I believe there are valid arguments on both sides--do I believe that it is a concern when advanced academic courses are culturally and racially disproportionate to the population of the school as a whole? Yes, I believe we should want to change that. However, I also had those students who took an AP class who would have perhaps benefited from a year at the honors level, and I had those students who took regular classes who really needed more challenge. In the Fairfax County debate, I choose to believe that those on both sides really only had the best of intentions. For my district, a decision has been made, but for myself and for all school counselors trying to help their students become college and career ready, how can we continue to insure that all of our students, including our minority students, have access to that rigorous curriculum that is shown to help them be successful?
- Find data tools to help you identify students who may be ready for the honors level curriculum. For example, College Board has a program called AP Potential which, utilizing PSAT data, can help you to see which students in your building are ready for an AP class. You can even use this information to help your school select which AP classes would be best to offer given your population.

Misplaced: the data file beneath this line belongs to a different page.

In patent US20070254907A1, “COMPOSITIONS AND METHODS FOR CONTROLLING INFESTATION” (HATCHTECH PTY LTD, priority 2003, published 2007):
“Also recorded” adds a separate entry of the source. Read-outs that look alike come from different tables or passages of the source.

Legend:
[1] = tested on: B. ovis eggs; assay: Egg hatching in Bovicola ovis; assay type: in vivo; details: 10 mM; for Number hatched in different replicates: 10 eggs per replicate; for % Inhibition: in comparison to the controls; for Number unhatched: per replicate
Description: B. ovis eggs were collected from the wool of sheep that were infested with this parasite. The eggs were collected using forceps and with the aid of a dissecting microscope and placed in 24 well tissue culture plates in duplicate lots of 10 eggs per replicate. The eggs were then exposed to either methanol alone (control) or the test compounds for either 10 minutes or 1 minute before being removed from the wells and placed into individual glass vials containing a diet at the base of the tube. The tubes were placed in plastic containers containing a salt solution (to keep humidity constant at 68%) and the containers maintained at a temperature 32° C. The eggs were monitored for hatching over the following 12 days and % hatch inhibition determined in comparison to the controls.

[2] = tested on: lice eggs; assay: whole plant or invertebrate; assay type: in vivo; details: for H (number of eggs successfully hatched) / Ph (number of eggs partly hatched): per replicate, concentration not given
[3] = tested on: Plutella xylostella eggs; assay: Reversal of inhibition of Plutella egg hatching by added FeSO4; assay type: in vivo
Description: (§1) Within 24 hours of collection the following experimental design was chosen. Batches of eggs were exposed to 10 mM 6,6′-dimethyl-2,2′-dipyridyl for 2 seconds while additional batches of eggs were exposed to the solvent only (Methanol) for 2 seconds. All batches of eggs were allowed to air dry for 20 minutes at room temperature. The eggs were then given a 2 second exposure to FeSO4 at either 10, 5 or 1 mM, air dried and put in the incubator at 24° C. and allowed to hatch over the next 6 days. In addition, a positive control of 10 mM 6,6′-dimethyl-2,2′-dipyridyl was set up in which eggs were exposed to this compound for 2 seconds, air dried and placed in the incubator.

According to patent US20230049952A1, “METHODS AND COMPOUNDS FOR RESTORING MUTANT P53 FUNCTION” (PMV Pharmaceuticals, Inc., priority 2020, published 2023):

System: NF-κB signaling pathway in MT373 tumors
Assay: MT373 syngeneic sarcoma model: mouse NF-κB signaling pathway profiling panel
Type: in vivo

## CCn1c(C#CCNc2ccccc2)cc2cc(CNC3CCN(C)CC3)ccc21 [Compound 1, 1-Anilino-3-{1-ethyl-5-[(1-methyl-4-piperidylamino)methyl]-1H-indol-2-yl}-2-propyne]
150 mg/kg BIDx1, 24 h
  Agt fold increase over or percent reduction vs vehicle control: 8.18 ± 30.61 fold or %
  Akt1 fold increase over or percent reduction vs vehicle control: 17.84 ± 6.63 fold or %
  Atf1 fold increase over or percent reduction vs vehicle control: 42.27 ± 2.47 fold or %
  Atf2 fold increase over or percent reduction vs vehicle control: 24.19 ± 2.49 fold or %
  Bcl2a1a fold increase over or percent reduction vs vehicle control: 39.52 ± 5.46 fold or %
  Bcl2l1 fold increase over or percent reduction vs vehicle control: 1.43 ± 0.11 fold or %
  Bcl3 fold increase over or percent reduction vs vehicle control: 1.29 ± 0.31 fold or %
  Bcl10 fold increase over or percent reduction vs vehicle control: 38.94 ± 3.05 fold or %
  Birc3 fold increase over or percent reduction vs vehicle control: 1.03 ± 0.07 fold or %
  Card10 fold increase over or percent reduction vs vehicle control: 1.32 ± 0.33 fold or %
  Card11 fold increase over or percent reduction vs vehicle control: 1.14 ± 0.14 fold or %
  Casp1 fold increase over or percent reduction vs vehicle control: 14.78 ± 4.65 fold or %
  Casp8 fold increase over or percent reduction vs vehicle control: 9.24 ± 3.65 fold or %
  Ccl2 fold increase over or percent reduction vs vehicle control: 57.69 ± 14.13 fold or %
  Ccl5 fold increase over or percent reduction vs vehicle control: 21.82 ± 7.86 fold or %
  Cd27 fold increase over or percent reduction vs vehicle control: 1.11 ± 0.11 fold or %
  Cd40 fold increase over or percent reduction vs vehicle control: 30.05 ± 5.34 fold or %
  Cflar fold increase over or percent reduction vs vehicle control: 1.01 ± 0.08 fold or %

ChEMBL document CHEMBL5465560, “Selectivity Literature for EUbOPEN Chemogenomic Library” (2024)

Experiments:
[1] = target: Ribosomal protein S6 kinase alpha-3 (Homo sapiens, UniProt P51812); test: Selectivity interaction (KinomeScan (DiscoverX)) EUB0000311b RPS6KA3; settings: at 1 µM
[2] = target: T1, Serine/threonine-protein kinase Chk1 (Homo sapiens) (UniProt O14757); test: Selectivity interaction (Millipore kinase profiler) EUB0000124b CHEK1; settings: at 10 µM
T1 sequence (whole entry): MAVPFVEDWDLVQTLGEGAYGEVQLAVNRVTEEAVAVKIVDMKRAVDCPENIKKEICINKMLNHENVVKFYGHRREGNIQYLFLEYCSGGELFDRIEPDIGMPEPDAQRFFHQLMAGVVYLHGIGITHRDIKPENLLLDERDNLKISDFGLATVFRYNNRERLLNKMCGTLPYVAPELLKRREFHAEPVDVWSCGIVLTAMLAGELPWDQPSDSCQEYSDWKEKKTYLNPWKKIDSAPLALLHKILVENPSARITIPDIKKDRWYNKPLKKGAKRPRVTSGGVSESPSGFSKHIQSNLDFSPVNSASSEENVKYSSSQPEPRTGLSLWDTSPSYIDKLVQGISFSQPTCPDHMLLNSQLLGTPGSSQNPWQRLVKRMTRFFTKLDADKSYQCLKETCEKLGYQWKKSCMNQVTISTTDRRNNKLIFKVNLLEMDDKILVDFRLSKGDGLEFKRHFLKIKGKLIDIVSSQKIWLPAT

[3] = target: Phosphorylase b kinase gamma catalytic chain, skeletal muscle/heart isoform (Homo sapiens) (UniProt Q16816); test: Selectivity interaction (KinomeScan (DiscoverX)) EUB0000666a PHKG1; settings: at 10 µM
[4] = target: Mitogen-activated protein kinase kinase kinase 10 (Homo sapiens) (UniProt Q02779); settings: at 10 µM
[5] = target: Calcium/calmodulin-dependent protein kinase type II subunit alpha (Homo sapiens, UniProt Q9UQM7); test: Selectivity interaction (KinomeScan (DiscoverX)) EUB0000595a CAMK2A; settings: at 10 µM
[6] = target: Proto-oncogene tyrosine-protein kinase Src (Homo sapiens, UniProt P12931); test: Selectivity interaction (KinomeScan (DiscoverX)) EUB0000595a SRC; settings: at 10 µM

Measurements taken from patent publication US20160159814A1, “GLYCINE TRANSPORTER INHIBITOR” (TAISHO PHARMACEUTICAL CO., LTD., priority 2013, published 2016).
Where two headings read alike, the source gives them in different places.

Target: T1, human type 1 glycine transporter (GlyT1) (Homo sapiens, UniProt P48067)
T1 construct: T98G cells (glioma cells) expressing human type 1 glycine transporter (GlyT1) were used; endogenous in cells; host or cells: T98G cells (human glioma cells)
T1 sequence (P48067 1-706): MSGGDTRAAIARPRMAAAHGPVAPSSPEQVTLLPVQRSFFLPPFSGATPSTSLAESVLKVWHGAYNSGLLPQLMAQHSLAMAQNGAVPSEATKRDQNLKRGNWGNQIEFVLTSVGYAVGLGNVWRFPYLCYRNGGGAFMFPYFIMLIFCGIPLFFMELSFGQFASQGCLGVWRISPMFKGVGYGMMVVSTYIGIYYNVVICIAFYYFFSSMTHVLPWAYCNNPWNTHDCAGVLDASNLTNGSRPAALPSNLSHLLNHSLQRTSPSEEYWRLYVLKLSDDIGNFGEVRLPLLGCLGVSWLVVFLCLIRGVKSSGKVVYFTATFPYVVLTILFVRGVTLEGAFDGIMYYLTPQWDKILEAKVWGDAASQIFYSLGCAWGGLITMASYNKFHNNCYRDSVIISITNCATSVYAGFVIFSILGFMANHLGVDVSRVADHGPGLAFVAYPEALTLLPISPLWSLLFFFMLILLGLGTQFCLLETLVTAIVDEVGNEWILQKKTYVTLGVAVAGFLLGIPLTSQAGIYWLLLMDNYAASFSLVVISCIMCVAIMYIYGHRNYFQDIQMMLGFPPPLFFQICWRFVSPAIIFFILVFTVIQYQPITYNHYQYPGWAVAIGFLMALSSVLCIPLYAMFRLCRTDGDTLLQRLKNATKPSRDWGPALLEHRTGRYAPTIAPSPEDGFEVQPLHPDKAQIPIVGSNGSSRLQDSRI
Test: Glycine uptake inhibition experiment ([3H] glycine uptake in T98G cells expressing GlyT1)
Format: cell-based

- Use your academic advising sessions to find students areas of strength and interest. In your conversations with students as they are signing up for classes, be on the lookout for areas that they have consistently done well in, say English, for example. Maybe they are not ready in all their classes to take the higher level, but if there is just one area that they excel in, they can start small with an honors English course. Further, if they are passionate about an area like psychology, their strong interest and love of that subject might help to motivate them to work through challenging reading, notes, and class discussions in an AP Psychology class.
- Work within your school to build supports. This one is huge. At my school, our AP Coordinator runs a mentoring group for any interested advanced academic students, but targeting our minority populations. She includes summer institutes on study-skills and note-taking, as well as matching them up with a mentor who teaches advanced courses and who checks on them throughout the year. At Wakefield High School in Arlington, Virginia, they have run groups like The Cohort as a way to provide both academic and personal support to minority students to encourage and keep them in higher level classes. If your school has AVID programs or College Partnerships, consider working with those leaders to help boost students into higher level courses as well as linking them to college and career success. There are students who can do well in advanced classes if they have a little bit of help along the way.
- Emphasize study, note-taking, and test-taking skills at all levels. Students are much more successful at these classes if they have a strong foundation. These are lessons and groups that can be done in elementary, middle, and high school, and could also be coordinated with teachers on a school-wide level in all classes.